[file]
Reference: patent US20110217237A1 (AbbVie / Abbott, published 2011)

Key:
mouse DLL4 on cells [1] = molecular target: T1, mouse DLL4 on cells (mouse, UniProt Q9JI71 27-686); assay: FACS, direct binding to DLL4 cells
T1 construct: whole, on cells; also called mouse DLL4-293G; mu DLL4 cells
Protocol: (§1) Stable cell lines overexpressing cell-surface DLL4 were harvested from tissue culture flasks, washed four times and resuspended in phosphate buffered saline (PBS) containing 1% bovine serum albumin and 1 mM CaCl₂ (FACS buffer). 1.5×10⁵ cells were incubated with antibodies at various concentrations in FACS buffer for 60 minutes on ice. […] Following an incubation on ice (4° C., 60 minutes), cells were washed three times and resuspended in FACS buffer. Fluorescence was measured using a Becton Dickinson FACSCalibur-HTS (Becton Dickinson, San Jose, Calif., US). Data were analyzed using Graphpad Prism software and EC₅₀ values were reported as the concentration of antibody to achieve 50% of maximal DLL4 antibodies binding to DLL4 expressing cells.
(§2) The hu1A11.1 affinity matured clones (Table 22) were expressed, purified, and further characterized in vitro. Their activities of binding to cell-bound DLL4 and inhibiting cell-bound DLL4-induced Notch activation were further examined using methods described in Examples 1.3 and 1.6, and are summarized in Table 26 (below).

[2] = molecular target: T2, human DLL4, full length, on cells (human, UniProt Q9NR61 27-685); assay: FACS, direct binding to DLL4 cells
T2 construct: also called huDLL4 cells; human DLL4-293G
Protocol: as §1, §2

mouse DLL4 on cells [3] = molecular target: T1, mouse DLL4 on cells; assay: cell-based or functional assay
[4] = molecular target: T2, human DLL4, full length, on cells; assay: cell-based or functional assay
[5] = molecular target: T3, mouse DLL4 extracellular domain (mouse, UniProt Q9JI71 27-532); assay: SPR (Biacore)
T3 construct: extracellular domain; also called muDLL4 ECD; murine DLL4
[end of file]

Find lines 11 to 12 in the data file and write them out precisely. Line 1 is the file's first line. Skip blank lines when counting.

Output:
[4] = molecular target: T2, human DLL4, full length, on cells; assay: cell-based or functional assay
[5] = molecular target: T3, mouse DLL4 extracellular domain (mouse, UniProt Q9JI71 27-532); assay: SPR (Biacore)